Alongside an often ambitious and even impressive program in Dirk Kempthorne's Monday State of the State speech, sits an odd and puny abdication, of what probably is the hottest subject in Idaho politics at the moment.
That is property taxes, which for many homeowners have been rising fast. The reasons don't have to do with any sudden leaps in spending by local governments (which in Idaho are almost exclusively the recipient of property taxes); the aggregate amount of property taxes paid has been rising but not superfast. The increase in residential payment has more to do with the way the property taxes are - under state law, and the counties have scarcely any room for discretion - supposed to be assessed, and the way exemptions are doled out. Those have had the effect, in steadily increasing fashion over the last generation, of diminishing the share paid by business and other organizations, and increasing the share paid by the residential sector.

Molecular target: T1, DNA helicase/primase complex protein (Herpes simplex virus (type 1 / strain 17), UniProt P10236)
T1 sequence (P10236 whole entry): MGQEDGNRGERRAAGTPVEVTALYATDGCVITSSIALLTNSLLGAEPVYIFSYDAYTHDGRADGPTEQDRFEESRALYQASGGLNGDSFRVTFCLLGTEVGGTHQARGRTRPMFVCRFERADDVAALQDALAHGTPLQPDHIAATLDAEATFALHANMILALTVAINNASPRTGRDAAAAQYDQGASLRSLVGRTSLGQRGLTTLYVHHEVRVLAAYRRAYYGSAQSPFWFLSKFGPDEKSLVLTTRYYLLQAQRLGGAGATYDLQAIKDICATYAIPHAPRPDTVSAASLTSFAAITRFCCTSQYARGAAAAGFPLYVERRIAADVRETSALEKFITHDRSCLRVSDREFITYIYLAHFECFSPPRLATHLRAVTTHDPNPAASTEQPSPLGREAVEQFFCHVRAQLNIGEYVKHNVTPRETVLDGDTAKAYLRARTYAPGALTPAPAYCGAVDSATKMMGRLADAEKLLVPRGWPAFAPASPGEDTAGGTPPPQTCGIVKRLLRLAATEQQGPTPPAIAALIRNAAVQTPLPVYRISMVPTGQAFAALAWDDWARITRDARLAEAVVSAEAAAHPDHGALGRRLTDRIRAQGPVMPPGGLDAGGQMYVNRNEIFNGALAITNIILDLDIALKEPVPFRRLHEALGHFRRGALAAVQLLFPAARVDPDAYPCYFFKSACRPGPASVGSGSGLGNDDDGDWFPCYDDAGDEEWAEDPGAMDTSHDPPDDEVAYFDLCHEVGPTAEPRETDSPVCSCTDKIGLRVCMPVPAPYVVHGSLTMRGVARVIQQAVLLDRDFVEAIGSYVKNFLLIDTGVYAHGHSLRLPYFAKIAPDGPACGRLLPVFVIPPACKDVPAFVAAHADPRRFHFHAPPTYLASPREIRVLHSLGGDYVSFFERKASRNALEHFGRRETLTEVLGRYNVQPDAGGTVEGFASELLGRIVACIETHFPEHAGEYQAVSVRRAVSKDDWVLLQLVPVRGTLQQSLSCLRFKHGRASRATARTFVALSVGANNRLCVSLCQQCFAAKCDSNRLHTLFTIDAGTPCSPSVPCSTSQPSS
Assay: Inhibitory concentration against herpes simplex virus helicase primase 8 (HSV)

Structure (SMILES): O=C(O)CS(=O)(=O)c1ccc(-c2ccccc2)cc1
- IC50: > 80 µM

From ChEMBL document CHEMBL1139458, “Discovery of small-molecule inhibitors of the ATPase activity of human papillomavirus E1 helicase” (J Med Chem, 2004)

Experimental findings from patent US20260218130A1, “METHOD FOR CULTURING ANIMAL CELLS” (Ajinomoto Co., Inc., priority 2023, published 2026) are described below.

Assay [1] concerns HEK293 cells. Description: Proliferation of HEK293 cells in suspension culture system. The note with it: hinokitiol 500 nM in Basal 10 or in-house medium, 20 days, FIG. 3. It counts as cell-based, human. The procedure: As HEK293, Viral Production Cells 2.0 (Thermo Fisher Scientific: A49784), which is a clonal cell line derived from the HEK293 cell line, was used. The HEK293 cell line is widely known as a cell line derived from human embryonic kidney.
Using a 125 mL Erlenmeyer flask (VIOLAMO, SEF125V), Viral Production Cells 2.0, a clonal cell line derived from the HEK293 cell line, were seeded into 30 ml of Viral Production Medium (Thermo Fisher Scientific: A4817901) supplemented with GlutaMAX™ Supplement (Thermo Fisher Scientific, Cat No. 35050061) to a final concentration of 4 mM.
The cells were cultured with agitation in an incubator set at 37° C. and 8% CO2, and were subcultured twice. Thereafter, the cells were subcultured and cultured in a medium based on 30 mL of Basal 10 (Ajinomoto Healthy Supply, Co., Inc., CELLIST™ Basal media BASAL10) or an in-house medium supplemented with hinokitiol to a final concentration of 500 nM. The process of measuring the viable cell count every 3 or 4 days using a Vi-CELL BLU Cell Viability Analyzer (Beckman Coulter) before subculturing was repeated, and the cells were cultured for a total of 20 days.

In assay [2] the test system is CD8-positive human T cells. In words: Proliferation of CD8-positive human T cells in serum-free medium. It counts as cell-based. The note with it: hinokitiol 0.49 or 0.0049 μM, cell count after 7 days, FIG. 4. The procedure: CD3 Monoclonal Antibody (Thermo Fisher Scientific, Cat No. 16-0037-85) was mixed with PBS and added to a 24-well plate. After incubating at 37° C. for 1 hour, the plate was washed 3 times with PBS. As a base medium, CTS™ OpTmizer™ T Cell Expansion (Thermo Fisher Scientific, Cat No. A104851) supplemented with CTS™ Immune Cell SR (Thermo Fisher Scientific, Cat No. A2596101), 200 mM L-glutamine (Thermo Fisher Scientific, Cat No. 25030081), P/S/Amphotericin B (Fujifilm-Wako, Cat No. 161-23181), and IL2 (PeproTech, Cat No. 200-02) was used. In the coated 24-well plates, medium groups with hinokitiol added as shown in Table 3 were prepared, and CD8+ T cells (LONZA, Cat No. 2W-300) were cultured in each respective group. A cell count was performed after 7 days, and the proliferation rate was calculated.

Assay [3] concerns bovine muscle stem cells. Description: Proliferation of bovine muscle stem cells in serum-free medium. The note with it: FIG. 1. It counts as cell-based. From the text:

Kempthorne's central comment on this: "If citizens believe they are paying too much in property taxes, that debate belongs in the county courthouses and the city halls."
Not, in other words, with the legislators who write the property tax law. Consider not (then) how the tax is assessed, or whether various taxpayers are paying their fair share, only whether another meatax can be swung at it.
That was not all he had to say about it; for the aged and disabled he offered another government assistance program. And he didn't warn of a veto if lawmakers choose to revise the law.
But his message evidently was: If you're taking on the property tax, you're going to do it on your own.